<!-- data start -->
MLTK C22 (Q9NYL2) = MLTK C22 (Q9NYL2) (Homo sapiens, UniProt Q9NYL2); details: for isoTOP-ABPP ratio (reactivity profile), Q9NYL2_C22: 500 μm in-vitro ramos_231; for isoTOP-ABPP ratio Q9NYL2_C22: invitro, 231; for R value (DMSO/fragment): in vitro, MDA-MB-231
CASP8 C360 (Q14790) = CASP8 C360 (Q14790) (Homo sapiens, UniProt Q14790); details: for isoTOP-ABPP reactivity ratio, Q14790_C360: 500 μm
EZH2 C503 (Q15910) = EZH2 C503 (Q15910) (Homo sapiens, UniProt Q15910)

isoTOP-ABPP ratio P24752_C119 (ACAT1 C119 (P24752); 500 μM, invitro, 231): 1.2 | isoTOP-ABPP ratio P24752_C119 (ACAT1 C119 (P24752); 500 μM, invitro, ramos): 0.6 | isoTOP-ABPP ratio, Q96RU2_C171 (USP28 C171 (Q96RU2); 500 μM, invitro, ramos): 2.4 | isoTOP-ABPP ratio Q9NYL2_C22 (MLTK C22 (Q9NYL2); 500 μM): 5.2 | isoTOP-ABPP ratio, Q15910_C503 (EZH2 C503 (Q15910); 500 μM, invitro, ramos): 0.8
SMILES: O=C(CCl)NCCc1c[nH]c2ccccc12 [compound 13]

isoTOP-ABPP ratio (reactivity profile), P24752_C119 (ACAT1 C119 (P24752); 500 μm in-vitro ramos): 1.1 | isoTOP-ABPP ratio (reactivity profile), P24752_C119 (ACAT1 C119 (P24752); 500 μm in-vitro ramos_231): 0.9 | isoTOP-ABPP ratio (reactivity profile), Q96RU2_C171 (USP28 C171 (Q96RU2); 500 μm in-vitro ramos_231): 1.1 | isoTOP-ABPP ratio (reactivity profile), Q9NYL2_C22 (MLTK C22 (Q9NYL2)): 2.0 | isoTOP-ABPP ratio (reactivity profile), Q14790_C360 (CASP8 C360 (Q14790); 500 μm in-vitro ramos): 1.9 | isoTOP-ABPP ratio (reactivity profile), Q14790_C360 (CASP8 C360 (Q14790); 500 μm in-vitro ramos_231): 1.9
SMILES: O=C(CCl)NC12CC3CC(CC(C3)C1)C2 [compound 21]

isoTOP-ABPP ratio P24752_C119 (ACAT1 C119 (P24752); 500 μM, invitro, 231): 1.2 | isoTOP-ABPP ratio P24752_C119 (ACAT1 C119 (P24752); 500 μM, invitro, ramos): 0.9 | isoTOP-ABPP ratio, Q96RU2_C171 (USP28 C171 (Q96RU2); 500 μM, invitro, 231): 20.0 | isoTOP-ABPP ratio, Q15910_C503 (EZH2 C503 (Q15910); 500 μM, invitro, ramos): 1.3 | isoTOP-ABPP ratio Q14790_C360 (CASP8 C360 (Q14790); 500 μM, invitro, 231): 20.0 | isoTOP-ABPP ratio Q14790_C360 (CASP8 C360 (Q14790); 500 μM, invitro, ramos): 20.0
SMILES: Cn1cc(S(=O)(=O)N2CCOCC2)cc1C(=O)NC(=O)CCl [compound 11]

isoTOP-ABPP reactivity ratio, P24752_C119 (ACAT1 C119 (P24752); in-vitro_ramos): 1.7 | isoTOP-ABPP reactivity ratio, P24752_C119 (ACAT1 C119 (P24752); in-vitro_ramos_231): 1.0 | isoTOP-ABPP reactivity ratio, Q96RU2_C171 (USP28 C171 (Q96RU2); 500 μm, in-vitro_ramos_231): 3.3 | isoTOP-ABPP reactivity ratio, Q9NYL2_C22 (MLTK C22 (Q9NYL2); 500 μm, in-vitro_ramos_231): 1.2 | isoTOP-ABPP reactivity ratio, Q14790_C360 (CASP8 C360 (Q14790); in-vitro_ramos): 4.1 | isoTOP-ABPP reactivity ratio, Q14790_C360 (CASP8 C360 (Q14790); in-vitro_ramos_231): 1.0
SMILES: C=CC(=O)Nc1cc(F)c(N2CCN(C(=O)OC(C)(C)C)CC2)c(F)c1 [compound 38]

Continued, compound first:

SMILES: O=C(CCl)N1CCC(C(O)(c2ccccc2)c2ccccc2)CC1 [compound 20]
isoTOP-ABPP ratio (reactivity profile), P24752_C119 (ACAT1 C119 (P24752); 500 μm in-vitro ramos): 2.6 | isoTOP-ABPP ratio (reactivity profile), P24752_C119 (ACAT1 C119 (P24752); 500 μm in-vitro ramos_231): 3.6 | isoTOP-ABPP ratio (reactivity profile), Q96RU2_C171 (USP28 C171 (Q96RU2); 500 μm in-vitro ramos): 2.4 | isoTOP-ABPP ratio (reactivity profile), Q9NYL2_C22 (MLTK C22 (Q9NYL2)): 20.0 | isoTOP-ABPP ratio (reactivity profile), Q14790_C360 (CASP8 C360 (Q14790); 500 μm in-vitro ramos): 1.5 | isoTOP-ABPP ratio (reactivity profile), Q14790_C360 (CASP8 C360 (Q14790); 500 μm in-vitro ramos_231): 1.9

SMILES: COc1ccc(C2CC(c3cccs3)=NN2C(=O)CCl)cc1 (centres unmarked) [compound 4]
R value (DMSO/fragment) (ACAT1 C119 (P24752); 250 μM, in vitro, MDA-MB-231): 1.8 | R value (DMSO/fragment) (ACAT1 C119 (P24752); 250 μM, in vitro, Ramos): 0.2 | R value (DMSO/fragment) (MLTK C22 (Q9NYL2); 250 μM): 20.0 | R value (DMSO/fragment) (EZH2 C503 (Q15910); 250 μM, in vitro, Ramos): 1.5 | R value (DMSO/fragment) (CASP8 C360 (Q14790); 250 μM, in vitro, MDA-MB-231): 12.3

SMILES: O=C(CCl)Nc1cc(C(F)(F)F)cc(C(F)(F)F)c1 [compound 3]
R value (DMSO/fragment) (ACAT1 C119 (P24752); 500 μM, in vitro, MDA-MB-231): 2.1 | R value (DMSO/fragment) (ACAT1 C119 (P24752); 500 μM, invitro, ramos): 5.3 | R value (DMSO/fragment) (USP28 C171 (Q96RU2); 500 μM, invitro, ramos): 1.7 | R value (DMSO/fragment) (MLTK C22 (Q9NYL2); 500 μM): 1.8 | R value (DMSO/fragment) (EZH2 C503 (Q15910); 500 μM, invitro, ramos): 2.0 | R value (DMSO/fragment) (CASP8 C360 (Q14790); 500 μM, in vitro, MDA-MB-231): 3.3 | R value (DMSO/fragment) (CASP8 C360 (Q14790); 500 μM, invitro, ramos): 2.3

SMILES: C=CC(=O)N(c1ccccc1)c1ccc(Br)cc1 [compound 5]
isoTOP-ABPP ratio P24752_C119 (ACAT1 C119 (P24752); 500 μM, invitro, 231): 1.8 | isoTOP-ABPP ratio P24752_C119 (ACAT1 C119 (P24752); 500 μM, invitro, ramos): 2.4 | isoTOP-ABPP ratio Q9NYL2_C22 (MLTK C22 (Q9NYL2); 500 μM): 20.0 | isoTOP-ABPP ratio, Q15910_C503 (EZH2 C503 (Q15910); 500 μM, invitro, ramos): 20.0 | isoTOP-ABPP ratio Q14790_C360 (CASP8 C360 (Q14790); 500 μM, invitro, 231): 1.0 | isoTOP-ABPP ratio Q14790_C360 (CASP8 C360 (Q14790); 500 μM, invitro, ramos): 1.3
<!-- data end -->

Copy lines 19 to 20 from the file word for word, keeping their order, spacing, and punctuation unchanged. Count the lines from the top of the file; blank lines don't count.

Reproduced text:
SMILES: C=CC(=O)N(c1ccccc1)c1ccc(Br)cc1 [compound 5]
isoTOP-ABPP ratio P24752_C119 (ACAT1 C119 (P24752); 500 μM, invitro, 231): 1.8 | isoTOP-ABPP ratio P24752_C119 (ACAT1 C119 (P24752); 500 μM, invitro, ramos): 2.4 | isoTOP-ABPP ratio Q9NYL2_C22 (MLTK C22 (Q9NYL2); 500 μM): 20.0 | isoTOP-ABPP ratio, Q15910_C503 (EZH2 C503 (Q15910); 500 μM, invitro, ramos): 20.0 | isoTOP-ABPP ratio Q14790_C360 (CASP8 C360 (Q14790); 500 μM, invitro, 231): 1.0 | isoTOP-ABPP ratio Q14790_C360 (CASP8 C360 (Q14790); 500 μM, invitro, ramos): 1.3